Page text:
There are challenges though regarding managing all of those host-level firewall policies, and this is where some patience and scripting ability can play a roll.

Erik: And then came FWSnort? What were the principles that drove the development of FWSnort ?

Michael: The fwsnort project was inspired originally by the snort2iptables script written by William Stearns. This was back in the Linux 2.4 days when the string match extension was still distributed within the patch-o-matic system from the Netfilter project. Being interested in intrusion detection and firewalls at the same time, it was a goal of mine to see how far iptables could be taken in the direction of detecting (and blocking) malicious traffic. The snort IDS had a well-developed signature language, and at that time the signatures were still free and released under the GPL. So, it was natural to try and extend the snort2iptables code, and fwsnort was created.

The main goal of fwsnort is to use facilities provided by iptables to recast Snort signature sets within iptables policies. A clean translation is not always possible particularly with complex Snort signatures that use regular expression matching (because no regex engine is available to the iptables code running in the kernel), but many Snort signatures can faithfully be translated.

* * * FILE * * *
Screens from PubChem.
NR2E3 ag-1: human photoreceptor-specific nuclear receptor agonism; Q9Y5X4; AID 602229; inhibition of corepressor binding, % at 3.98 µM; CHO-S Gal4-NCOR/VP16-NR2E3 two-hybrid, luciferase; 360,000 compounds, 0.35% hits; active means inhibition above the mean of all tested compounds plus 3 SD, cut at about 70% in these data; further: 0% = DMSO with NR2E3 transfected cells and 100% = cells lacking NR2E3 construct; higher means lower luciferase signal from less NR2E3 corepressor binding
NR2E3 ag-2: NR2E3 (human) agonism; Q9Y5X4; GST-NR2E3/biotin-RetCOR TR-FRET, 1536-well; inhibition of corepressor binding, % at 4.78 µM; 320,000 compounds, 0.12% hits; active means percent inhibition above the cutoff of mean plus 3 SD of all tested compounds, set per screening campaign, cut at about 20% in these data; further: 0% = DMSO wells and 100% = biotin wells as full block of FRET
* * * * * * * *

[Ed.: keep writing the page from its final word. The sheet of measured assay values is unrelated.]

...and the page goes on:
Erik: Was your vision that PSAD and fwsnort teamed up as host IDS dynamic duo, or more as services that strengthen network firewalls?

Michael: Ideally I would say both here. The difference between the two types of deployments is negligible from psad and fwsnort’s perspectives – both can be deployed just as effectively against the iptables INPUT chain (for packets directed at the local system) as the FORWARD chain (for packets directed through a network firewall). The effect of not deploying host firewalls is that the outside of the network may be protected by a crunchy shell, but the inside is a chewy center. If any system can be compromised internally on such a network, an attacker is presented with few barriers to additional actions once the perimeter is breached.

 Erik: But wait – there’s more ! You are also the driving force behind FWKnop !